Urban Jürgensen Maintaining the family tradition : the life and watches of Jules Frederik Jürgensen
Urban Jürgensen’s youngest son kept the business running while his older brother travelled abroad, then he followed in his footsteps.
One may argue that Jules Jürgensen inadvertently contributed to the dominance of the Swiss watch industry today. Like his father and his older brother, he was granted travel support to research the watchmaking industries in other countries. Unlike them, however, he travelled the route in reverse, starting in England before moving on to Switzerland. This is significant because the English were renowned for their balance springs at the time, to such an extent that the “Patriotic Emulation Society” of Neuchâtel offered a gold medal to anyone who could replicate the quality of an English balance spring. Jules Jürgensen was one of the members on the committee that assessed the submissions.
He ended up staying in Le Locle for personal reasons, to settle with the lady he would later marry. Not in her native city of Geneva, however, which even back then he considered “very expensive”, but in Le Locle. He displayed the same shrewd business acumen as his father, writing “I could foresee substantially lower income and higher expenses [in Geneva]. So I convinced myself to adapt to a poorer climate for a better income.”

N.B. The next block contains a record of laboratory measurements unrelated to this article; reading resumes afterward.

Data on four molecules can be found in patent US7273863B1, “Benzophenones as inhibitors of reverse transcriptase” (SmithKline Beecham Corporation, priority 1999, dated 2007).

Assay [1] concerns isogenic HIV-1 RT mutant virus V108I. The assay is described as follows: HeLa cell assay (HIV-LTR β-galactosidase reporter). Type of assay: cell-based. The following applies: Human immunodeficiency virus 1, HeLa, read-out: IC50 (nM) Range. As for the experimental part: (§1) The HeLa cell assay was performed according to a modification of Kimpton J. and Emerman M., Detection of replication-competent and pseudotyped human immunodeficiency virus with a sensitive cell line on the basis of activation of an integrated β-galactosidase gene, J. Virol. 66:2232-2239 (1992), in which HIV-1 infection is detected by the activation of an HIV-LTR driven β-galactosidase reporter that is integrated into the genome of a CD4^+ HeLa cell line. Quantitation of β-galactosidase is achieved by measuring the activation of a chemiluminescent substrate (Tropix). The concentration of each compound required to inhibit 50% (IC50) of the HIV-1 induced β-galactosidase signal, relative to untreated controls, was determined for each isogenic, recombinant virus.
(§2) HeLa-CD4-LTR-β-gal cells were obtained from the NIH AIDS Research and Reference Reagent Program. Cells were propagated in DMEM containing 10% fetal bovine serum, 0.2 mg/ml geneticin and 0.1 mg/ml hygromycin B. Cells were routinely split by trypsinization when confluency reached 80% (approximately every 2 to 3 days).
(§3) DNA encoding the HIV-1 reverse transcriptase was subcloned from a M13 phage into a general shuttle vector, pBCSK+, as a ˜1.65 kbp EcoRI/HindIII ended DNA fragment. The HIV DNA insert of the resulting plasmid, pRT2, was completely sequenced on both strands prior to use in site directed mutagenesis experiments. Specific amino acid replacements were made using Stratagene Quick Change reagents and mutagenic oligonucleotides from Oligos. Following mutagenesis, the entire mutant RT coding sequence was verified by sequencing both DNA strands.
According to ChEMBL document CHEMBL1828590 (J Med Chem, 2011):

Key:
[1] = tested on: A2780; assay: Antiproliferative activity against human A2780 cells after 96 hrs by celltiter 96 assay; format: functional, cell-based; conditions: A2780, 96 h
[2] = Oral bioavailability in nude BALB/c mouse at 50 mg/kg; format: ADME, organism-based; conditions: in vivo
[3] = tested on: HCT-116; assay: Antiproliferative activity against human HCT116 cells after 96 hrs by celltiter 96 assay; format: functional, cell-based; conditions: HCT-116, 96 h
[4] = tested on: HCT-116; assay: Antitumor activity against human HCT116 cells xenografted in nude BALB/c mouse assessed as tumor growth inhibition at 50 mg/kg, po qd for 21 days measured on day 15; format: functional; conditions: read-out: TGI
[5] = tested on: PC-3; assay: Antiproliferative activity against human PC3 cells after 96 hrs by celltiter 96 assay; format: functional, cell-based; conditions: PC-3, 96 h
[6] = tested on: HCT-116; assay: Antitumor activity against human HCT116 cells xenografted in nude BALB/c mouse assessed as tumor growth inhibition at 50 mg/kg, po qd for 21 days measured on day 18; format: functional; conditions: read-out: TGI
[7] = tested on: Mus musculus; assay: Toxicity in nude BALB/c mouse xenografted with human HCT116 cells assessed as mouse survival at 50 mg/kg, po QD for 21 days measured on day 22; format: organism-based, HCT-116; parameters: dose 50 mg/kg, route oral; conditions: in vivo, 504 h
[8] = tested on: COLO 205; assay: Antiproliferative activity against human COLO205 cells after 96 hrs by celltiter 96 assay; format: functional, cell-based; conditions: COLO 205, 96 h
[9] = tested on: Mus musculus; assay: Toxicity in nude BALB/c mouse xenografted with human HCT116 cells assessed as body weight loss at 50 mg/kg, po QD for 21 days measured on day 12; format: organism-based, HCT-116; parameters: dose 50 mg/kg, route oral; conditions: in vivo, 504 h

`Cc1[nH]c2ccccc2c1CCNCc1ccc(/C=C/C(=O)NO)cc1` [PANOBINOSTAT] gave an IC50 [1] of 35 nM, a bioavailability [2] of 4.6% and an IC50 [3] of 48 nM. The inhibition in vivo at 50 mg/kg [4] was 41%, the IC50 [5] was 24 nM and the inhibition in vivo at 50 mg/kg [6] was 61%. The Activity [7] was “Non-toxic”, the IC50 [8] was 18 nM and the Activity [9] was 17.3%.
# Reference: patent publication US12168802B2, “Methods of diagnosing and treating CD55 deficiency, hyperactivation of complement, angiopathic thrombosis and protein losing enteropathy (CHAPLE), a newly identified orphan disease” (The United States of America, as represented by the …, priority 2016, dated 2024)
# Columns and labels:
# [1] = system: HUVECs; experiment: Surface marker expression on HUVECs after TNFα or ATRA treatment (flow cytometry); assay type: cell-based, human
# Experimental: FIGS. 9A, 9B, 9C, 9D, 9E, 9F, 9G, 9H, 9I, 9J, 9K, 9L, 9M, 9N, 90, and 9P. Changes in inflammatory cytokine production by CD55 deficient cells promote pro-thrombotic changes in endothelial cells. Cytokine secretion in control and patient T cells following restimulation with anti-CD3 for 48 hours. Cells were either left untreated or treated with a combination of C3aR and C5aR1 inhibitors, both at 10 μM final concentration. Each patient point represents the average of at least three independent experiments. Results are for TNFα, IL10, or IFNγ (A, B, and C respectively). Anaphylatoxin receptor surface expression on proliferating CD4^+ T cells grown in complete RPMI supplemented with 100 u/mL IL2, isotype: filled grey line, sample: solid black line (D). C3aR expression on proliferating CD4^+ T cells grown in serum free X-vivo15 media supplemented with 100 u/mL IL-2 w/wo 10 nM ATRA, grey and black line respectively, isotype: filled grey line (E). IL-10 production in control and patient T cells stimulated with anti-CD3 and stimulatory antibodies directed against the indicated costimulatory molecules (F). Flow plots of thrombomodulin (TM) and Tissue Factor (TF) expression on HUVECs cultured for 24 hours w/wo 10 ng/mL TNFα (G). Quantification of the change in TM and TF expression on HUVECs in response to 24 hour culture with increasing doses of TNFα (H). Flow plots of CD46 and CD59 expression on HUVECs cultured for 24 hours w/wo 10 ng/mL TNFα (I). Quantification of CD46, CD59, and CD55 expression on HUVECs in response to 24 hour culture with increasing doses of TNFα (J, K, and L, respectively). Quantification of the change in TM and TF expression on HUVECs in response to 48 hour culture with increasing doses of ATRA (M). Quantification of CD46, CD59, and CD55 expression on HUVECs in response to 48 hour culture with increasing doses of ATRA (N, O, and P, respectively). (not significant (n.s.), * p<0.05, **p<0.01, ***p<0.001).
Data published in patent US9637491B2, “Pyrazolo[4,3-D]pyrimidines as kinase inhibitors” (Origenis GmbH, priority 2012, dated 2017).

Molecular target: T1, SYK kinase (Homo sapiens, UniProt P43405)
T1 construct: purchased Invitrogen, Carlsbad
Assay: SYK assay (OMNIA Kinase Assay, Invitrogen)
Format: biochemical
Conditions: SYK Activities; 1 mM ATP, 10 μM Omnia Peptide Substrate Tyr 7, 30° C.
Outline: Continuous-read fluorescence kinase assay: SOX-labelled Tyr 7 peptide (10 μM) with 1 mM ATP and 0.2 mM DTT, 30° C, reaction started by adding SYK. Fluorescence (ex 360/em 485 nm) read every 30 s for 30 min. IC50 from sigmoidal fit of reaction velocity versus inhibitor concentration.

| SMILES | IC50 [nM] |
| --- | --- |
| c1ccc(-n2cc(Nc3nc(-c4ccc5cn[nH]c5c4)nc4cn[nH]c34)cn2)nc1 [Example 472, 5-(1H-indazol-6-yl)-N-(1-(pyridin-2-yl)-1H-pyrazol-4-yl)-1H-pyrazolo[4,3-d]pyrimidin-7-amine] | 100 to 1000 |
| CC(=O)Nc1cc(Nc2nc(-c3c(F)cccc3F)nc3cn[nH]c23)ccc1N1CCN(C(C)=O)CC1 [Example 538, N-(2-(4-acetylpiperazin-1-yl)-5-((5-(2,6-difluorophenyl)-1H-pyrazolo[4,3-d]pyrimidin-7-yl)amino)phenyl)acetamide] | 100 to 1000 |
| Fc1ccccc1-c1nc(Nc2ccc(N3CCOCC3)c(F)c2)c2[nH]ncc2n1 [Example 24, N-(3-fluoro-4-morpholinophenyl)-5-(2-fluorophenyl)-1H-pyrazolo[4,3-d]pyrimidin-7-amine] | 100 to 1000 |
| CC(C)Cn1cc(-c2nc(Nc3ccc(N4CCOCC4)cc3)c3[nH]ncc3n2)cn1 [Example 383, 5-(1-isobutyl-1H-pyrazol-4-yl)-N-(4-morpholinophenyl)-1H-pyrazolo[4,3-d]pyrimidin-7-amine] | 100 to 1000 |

Jules Jürgensen pocket watch, (circa 1890)
Jules Jürgensen’s business also developed quickly like his father’s and he enjoyed considerable success, as is shown by the properties and smaller companies he acquired over the years. In a third parallel with his father’s career, his first major invention was also a thermometer rather than a watch. Danish scientist Hans Christian Oersted, after whom the oersted is named, was looking for a way to measure average air temperature over a given period. Jules Jürgensen’s answer was the mesothermometer, which functioned in exactly the opposite way to a regular compensation balance, actually magnifying temperature variations rather than eliminating them.
At the height of his career, Jules Jürgensen was working in a period where the main evolution in pocket watch design was the introduction of keyless winding using the bow at 12 o’clock. He also worked on numerous different escapement interpretations, including English and Swiss lever escapements, as well as Breguet’s version of the cylinder escapement and, of course, his father’s double-wheel duplex escapement.
If there is one area where Jules Jürgensen’s legacy differs considerably from that of his father, it is in production volumes. Although the available records are incomplete, the company produced 7,700 watches over a period of 15 years up to 1860. A lot of movements were built up on Swiss ébauches (movement blanks) but the precious-metal cases and enamel dials were produced in-house.
Pocket watches accounted for the vast majority of production, although Jules Jürgensen did make a few marine chronometers, including the company’s highest-finished movement, No. 100 from 1860, which was tested at Greenwich trials. The company did not, however, make any pendulum clocks.